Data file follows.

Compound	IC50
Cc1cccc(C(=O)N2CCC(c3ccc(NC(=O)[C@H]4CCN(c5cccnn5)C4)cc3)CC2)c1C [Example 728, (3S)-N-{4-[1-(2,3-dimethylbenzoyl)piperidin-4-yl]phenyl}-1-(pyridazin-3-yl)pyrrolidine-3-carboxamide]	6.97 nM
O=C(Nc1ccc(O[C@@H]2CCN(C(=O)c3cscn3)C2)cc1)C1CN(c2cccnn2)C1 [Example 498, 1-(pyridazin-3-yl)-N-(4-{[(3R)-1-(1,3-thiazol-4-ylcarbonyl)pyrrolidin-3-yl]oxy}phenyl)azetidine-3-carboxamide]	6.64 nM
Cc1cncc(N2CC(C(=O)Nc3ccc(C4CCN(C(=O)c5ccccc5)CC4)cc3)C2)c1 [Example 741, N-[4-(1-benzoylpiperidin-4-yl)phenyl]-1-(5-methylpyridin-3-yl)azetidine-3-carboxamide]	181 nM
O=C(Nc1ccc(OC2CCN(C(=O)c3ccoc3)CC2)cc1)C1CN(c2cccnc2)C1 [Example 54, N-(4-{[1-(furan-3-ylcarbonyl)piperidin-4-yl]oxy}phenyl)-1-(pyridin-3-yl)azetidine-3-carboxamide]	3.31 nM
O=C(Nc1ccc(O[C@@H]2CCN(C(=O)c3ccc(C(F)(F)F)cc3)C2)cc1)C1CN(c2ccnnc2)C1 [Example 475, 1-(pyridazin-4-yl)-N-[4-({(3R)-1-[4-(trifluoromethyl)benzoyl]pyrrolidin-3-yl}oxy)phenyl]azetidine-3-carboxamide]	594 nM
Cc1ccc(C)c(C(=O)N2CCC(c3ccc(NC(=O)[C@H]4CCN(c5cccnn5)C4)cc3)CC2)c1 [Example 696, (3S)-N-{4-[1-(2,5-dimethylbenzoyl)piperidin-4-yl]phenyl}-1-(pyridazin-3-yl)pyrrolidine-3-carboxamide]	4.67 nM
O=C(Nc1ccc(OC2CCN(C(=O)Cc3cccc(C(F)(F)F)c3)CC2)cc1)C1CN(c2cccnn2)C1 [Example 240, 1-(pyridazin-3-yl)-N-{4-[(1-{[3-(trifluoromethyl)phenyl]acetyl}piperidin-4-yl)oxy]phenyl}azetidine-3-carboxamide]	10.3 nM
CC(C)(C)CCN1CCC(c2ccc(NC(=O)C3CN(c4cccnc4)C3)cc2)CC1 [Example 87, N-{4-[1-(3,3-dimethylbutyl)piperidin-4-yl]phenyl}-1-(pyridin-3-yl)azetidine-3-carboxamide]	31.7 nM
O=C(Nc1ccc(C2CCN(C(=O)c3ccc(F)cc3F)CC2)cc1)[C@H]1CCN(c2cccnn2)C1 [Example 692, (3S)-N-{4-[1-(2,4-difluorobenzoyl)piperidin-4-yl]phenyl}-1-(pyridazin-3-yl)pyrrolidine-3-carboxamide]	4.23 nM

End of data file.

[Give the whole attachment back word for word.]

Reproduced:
Compound	IC50
Cc1cccc(C(=O)N2CCC(c3ccc(NC(=O)[C@H]4CCN(c5cccnn5)C4)cc3)CC2)c1C [Example 728, (3S)-N-{4-[1-(2,3-dimethylbenzoyl)piperidin-4-yl]phenyl}-1-(pyridazin-3-yl)pyrrolidine-3-carboxamide]	6.97 nM
O=C(Nc1ccc(O[C@@H]2CCN(C(=O)c3cscn3)C2)cc1)C1CN(c2cccnn2)C1 [Example 498, 1-(pyridazin-3-yl)-N-(4-{[(3R)-1-(1,3-thiazol-4-ylcarbonyl)pyrrolidin-3-yl]oxy}phenyl)azetidine-3-carboxamide]	6.64 nM
Cc1cncc(N2CC(C(=O)Nc3ccc(C4CCN(C(=O)c5ccccc5)CC4)cc3)C2)c1 [Example 741, N-[4-(1-benzoylpiperidin-4-yl)phenyl]-1-(5-methylpyridin-3-yl)azetidine-3-carboxamide]	181 nM
O=C(Nc1ccc(OC2CCN(C(=O)c3ccoc3)CC2)cc1)C1CN(c2cccnc2)C1 [Example 54, N-(4-{[1-(furan-3-ylcarbonyl)piperidin-4-yl]oxy}phenyl)-1-(pyridin-3-yl)azetidine-3-carboxamide]	3.31 nM
O=C(Nc1ccc(O[C@@H]2CCN(C(=O)c3ccc(C(F)(F)F)cc3)C2)cc1)C1CN(c2ccnnc2)C1 [Example 475, 1-(pyridazin-4-yl)-N-[4-({(3R)-1-[4-(trifluoromethyl)benzoyl]pyrrolidin-3-yl}oxy)phenyl]azetidine-3-carboxamide]	594 nM
Cc1ccc(C)c(C(=O)N2CCC(c3ccc(NC(=O)[C@H]4CCN(c5cccnn5)C4)cc3)CC2)c1 [Example 696, (3S)-N-{4-[1-(2,5-dimethylbenzoyl)piperidin-4-yl]phenyl}-1-(pyridazin-3-yl)pyrrolidine-3-carboxamide]	4.67 nM
O=C(Nc1ccc(OC2CCN(C(=O)Cc3cccc(C(F)(F)F)c3)CC2)cc1)C1CN(c2cccnn2)C1 [Example 240, 1-(pyridazin-3-yl)-N-{4-[(1-{[3-(trifluoromethyl)phenyl]acetyl}piperidin-4-yl)oxy]phenyl}azetidine-3-carboxamide]	10.3 nM
CC(C)(C)CCN1CCC(c2ccc(NC(=O)C3CN(c4cccnc4)C3)cc2)CC1 [Example 87, N-{4-[1-(3,3-dimethylbutyl)piperidin-4-yl]phenyl}-1-(pyridin-3-yl)azetidine-3-carboxamide]	31.7 nM
O=C(Nc1ccc(C2CCN(C(=O)c3ccc(F)cc3F)CC2)cc1)[C@H]1CCN(c2cccnn2)C1 [Example 692, (3S)-N-{4-[1-(2,4-difluorobenzoyl)piperidin-4-yl]phenyl}-1-(pyridazin-3-yl)pyrrolidine-3-carboxamide]	4.23 nM